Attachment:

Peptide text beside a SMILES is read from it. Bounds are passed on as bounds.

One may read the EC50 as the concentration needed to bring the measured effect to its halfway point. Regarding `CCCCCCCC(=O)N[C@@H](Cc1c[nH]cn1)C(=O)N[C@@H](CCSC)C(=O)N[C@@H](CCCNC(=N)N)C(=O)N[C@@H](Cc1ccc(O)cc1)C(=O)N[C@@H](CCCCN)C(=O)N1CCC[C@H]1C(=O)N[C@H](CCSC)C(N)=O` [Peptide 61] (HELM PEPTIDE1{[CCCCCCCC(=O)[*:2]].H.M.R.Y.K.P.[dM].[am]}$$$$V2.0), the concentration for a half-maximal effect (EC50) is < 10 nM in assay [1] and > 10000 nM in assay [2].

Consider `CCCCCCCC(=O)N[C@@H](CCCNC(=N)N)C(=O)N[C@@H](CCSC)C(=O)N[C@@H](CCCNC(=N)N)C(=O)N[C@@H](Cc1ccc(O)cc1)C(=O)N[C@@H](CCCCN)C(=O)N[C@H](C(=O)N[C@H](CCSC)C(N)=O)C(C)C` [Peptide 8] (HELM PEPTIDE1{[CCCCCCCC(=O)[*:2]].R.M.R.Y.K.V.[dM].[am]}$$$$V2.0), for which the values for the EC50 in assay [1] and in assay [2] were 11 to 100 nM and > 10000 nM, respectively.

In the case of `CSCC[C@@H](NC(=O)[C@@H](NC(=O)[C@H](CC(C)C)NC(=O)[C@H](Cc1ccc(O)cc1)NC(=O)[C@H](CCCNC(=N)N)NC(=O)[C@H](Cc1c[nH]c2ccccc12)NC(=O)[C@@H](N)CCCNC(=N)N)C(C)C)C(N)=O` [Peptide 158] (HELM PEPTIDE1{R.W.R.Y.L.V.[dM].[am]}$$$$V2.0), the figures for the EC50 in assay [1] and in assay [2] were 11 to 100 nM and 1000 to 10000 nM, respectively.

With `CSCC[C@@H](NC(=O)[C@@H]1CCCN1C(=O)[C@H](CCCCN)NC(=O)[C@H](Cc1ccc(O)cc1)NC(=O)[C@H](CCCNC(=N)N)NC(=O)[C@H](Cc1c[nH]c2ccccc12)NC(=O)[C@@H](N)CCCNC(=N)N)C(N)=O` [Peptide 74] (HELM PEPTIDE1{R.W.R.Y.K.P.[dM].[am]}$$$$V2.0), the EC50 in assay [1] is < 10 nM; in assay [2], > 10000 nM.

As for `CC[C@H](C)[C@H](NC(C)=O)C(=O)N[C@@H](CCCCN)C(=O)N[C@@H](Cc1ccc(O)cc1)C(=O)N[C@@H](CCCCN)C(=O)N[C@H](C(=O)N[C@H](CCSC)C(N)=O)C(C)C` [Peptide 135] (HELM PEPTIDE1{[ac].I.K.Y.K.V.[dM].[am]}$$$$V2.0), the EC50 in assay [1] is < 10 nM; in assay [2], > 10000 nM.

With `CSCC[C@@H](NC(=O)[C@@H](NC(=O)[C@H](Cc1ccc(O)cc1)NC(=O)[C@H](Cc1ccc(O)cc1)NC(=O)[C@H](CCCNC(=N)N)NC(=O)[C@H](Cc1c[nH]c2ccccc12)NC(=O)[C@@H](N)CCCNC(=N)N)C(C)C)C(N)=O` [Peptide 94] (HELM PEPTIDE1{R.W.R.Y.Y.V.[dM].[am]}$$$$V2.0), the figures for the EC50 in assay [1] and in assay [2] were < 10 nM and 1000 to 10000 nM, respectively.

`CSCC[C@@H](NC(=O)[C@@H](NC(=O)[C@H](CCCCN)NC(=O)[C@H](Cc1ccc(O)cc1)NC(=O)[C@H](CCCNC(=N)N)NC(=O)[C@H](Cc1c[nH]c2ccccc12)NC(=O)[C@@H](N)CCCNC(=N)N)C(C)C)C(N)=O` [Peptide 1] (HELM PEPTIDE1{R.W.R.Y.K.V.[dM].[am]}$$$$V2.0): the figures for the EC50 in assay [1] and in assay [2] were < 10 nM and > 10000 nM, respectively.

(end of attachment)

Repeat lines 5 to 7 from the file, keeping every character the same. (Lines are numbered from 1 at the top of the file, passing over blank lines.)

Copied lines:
With `CSCC[C@@H](NC(=O)[C@@H]1CCCN1C(=O)[C@H](CCCCN)NC(=O)[C@H](Cc1ccc(O)cc1)NC(=O)[C@H](CCCNC(=N)N)NC(=O)[C@H](Cc1c[nH]c2ccccc12)NC(=O)[C@@H](N)CCCNC(=N)N)C(N)=O` [Peptide 74] (HELM PEPTIDE1{R.W.R.Y.K.P.[dM].[am]}$$$$V2.0), the EC50 in assay [1] is < 10 nM; in assay [2], > 10000 nM.

As for `CC[C@H](C)[C@H](NC(C)=O)C(=O)N[C@@H](CCCCN)C(=O)N[C@@H](Cc1ccc(O)cc1)C(=O)N[C@@H](CCCCN)C(=O)N[C@H](C(=O)N[C@H](CCSC)C(N)=O)C(C)C` [Peptide 135] (HELM PEPTIDE1{[ac].I.K.Y.K.V.[dM].[am]}$$$$V2.0), the EC50 in assay [1] is < 10 nM; in assay [2], > 10000 nM.

With `CSCC[C@@H](NC(=O)[C@@H](NC(=O)[C@H](Cc1ccc(O)cc1)NC(=O)[C@H](Cc1ccc(O)cc1)NC(=O)[C@H](CCCNC(=N)N)NC(=O)[C@H](Cc1c[nH]c2ccccc12)NC(=O)[C@@H](N)CCCNC(=N)N)C(C)C)C(N)=O` [Peptide 94] (HELM PEPTIDE1{R.W.R.Y.Y.V.[dM].[am]}$$$$V2.0), the figures for the EC50 in assay [1] and in assay [2] were < 10 nM and 1000 to 10000 nM, respectively.